Thursday, September 17, 2009

Rasmussen Polls NC

Rasmussen polled North Carolina Tuesday night and found results that in some ways are very similar to our picture of the state and in others are very different.

The similarities:

-They find Obama's approval at 47/52. We recently measured it at 45/51.

-They find voters in the state opposed to Obama on health care, 53/44. That's relatively similar to the 54/40 spread we recently found.

-They found Richard Burr with a ten point lead over Elaine Marshall and a 16 point over Kenneth Lewis. Last week we found margins of 11 and 16 points respectively in those match ups.

The differences:

-They find North Carolinians a whole lot more happy with their elected officials than we do, with 58% viewing Richard Burr favorably and 40% with a positive opinion of Bev Perdue. We recently found their approval numbers at 38% and 26%. I think Civitas and Insider Advantage are the only other companies to poll on this in the last six months and they have found numbers considerably more similar to ours than these Rasmussen ones.

-The one thing I find truly impossible to believe in the poll is that 66% of voters have an opinion one way or the other about Kenneth Lewis. The one time we polled on his favorability we included his party identification and 64% of voters still had no opinion of him. If we hadn't included that I'm sure it would have been up in the 80s.

It's always good to see a wider variety of polling in North Carolina.


Will Matthews said...

Just the Ockham's razor explanation here, but from the looks of it, you guys state that there is a "Not Sure" option in each approve/disapprove question, whereas Rasmussen does not (per the link).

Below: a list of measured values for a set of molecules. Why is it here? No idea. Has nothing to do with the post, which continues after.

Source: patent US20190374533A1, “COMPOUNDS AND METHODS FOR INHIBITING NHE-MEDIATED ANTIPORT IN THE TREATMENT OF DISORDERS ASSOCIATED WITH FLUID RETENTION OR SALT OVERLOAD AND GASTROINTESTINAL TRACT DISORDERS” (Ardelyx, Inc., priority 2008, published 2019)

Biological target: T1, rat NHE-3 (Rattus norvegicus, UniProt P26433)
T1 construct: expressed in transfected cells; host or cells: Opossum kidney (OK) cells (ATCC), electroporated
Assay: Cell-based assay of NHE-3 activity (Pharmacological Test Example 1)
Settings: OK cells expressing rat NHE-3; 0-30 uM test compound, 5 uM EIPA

Given that this is IVR, I'm not sure how people know what to press for "Not Sure". In any case, they do not seem to emphasize it being an option, which likely pushes respondents toward stating an opinion.

On a side note, do most IVR polls vary gender of questioner? Could this play a role in desire to respond definitively? You do all of the recording for PPP, correct? Methodologically, do you think random variation in questioner demographic would add truth or noise? It seems to me that one questioner for all respondents likely causes some kind of bias but that it increases the precision of the measurement. Varying questioner demographics might increase accuracy but at the cost of repeatability.

Will Matthews said...

Forgot to specify the explanation of why the Obama numbers would still be similar...

The effect of pushing people toward an opinion whether or not they have one is more visible among less known candidates. This theory then explains why Rasmussen matches your numbers on Obama and the divergence grows progressively larger as you move to less known candidates.

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